Once singer-songwriter Ani DiFranco broke through to a larger audience with her 1996 album Dilate, her subsequent discs suggested the confusion of an artist who has worked to attain success on her own terms and then has mixed feelings upon that attainment. She departed from her punk-folk style. She added a horn section. Last year, she returned to her roots on Educated Guess, backing her voice with just her acoustic guitar.
Some choices made more sense, artistically, than others. Knuckle Down makes more sense entirely — not because DiFranco calls upon Joe Henry as her first co-producer ever, or because she resumes working with other people (including labelmate Andrew Bird), but because the results of both decisions show how she’s earned maturity.
DiFranco infuses the music with her unusually intense personality, but Knuckle Down tones down the personality quirks. When the delicacy of a song — the syncopated title track, the strings-enhanced ballad “Studying Stones” — encourages restraint, she avoids wrapping her voice around a lyric like Alanis Morrissette’s hipper cousin. When the subject of a song — the immigrant’s-daughter tale of “Paradigm” — demands a political point of view, she universalizes the personal. And when the emotional content of a song — the paranoid insecurity of “Parameters”, or the sadly smiling heartbreak of “Modulation” — needs caution, she sublimates her neuroses and self-consciousness.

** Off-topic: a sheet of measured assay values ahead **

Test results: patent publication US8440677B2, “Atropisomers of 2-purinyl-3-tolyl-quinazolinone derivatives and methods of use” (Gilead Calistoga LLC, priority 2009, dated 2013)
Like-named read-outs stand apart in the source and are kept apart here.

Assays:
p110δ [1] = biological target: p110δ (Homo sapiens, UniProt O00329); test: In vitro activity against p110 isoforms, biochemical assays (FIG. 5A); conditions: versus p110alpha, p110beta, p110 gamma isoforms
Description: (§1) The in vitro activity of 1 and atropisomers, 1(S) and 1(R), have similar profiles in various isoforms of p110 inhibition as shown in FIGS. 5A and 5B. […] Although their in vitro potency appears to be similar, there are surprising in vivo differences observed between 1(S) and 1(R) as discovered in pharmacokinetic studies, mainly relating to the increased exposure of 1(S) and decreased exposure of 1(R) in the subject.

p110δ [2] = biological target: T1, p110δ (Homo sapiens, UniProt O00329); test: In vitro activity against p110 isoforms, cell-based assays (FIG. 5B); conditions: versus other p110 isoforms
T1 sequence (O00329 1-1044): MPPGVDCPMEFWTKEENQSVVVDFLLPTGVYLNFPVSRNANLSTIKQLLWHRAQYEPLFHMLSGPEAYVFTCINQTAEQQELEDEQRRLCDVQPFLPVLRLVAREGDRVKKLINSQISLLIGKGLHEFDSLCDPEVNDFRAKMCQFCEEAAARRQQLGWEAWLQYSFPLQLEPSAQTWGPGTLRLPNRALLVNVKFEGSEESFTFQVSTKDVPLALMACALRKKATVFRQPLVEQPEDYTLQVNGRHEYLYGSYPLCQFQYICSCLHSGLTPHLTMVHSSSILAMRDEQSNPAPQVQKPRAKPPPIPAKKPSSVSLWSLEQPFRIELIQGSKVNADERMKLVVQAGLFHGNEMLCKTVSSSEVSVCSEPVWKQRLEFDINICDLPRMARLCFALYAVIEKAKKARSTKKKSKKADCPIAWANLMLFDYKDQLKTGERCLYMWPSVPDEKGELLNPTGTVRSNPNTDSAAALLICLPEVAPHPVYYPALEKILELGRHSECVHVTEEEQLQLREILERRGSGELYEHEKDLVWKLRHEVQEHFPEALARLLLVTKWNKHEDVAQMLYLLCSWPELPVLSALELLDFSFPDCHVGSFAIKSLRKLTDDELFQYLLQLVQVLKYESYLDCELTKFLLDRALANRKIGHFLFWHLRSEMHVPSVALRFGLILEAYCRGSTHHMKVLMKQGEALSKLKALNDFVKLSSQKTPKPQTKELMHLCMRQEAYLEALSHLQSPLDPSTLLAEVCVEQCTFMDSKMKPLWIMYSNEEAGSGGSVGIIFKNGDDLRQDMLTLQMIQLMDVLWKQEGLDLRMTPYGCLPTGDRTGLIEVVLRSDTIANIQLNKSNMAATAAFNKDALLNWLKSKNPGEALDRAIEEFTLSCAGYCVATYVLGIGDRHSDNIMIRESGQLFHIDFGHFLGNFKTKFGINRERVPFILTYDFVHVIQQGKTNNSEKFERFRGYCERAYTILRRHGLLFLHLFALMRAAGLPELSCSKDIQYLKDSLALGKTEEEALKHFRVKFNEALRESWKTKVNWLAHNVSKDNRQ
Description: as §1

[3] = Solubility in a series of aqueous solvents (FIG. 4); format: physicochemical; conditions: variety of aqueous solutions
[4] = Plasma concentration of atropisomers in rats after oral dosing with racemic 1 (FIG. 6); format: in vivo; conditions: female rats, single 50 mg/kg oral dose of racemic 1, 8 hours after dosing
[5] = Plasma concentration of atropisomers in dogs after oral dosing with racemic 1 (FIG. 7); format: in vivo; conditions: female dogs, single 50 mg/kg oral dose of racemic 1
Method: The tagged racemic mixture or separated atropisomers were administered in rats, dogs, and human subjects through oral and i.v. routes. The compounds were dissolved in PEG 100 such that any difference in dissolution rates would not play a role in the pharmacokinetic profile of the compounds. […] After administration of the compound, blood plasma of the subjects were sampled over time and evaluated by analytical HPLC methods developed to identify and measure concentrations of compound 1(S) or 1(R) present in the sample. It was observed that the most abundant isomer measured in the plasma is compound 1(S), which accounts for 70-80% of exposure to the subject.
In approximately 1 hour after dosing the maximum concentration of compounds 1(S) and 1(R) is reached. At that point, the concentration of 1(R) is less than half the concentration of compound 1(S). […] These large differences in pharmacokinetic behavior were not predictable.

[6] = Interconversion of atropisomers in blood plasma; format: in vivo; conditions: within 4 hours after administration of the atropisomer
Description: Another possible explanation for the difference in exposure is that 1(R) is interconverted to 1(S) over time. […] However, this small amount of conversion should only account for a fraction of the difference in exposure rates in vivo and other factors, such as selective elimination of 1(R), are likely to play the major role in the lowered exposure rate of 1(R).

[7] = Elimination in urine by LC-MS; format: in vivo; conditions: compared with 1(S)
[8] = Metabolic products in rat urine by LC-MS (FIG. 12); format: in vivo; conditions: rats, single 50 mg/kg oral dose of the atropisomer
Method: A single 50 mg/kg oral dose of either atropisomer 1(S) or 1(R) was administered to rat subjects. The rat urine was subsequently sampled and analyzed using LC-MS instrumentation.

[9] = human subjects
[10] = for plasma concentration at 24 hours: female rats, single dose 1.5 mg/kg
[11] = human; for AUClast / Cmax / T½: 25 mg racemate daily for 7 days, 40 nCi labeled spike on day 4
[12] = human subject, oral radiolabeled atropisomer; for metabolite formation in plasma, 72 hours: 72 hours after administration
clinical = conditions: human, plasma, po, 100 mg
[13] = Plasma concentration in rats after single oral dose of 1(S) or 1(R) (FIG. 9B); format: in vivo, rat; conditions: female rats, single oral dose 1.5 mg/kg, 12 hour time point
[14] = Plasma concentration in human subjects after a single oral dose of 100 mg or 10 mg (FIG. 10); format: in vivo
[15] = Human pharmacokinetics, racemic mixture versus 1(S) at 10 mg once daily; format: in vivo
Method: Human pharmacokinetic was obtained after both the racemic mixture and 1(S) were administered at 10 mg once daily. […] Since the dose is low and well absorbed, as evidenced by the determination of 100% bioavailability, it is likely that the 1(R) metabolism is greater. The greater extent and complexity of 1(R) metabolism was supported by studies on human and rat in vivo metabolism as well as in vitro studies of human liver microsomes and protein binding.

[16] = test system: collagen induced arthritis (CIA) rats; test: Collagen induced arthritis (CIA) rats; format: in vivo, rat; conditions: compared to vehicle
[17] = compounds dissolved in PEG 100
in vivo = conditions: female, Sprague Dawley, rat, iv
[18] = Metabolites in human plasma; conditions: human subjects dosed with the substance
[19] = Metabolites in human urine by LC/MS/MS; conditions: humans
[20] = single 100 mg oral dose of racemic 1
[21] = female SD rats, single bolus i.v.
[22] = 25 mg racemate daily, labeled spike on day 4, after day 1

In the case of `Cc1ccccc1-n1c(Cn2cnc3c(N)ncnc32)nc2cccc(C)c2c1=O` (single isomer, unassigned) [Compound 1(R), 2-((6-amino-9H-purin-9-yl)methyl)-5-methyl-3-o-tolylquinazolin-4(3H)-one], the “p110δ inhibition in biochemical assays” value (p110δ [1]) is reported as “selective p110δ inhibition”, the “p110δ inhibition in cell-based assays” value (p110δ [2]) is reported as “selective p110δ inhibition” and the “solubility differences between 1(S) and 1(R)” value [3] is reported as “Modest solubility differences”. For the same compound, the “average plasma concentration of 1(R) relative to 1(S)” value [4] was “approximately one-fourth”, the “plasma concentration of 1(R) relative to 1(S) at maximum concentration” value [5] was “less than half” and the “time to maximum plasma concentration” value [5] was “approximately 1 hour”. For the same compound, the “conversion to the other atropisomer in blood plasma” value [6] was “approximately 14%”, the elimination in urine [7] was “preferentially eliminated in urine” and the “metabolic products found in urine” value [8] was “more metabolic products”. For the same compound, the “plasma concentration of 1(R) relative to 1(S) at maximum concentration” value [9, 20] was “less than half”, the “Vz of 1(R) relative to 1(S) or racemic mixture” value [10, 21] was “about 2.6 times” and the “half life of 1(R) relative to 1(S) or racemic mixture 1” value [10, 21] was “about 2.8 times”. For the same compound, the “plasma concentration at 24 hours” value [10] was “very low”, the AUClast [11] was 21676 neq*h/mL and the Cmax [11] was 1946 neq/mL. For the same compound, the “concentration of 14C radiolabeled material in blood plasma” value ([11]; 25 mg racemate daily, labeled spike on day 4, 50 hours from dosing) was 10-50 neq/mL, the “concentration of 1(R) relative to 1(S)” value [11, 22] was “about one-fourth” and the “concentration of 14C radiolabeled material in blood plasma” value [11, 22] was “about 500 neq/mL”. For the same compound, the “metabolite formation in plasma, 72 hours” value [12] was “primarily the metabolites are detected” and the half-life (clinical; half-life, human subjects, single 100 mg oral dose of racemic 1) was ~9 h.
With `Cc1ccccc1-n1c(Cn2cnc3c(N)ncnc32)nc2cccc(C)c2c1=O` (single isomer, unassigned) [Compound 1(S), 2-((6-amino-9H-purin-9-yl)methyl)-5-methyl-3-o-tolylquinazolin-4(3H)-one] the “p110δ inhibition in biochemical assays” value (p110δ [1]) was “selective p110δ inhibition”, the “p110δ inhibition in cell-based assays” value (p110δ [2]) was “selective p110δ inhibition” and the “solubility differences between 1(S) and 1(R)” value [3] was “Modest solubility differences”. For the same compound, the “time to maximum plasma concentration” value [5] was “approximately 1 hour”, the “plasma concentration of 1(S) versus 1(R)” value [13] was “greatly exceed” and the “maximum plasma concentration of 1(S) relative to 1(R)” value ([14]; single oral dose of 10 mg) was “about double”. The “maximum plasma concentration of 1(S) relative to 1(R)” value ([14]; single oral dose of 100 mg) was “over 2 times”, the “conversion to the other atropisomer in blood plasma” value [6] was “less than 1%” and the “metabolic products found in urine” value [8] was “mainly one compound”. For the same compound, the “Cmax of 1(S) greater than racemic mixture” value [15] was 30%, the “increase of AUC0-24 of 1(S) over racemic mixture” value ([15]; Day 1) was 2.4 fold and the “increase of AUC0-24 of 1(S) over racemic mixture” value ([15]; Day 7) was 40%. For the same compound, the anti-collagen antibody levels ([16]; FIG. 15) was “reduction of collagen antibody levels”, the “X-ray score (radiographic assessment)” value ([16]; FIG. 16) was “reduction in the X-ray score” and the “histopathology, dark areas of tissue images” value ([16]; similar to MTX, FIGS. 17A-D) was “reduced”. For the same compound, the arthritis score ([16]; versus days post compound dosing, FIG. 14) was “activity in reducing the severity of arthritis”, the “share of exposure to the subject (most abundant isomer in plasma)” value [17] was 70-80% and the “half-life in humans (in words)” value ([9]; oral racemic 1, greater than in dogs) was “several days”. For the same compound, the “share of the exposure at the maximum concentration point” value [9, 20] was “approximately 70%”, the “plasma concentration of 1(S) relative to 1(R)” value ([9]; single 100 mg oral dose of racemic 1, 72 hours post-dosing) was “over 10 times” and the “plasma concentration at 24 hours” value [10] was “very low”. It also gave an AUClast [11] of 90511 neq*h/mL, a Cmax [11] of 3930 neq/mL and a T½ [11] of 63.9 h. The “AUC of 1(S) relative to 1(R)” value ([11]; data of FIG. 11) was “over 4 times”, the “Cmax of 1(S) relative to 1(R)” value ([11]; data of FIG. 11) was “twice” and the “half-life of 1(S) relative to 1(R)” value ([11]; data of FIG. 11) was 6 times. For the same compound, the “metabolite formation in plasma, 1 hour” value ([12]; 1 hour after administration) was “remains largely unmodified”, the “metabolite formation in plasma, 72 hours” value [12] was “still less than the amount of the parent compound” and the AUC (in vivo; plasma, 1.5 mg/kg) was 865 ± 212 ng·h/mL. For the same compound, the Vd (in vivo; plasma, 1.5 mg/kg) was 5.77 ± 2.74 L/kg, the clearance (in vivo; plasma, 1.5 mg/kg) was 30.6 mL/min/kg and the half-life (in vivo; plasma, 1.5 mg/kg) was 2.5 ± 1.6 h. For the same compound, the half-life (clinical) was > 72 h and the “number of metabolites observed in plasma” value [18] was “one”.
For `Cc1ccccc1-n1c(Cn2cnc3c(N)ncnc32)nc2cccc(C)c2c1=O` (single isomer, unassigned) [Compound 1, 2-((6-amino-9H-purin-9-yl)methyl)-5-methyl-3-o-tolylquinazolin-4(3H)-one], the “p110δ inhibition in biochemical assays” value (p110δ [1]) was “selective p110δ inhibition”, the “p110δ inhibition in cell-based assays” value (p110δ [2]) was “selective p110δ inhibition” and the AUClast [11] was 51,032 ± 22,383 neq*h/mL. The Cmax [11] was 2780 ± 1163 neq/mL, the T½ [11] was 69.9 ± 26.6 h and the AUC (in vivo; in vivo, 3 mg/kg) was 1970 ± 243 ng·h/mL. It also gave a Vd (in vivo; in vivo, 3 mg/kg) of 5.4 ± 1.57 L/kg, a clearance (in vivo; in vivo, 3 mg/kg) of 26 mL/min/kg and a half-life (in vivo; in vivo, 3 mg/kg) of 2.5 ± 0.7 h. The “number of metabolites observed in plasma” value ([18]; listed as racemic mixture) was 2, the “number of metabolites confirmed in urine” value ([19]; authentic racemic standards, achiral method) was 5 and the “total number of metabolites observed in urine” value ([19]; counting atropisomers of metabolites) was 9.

Mostly, DiFranco allows the songs to be what they must be, and herself to be what she must be: respectively, music about trying to understand life, and an artist trying to age gracefully. If the music doesn’t entirely succeed in its purpose…well, it can’t. If DiFranco succeeds, and she does, then it’s about time.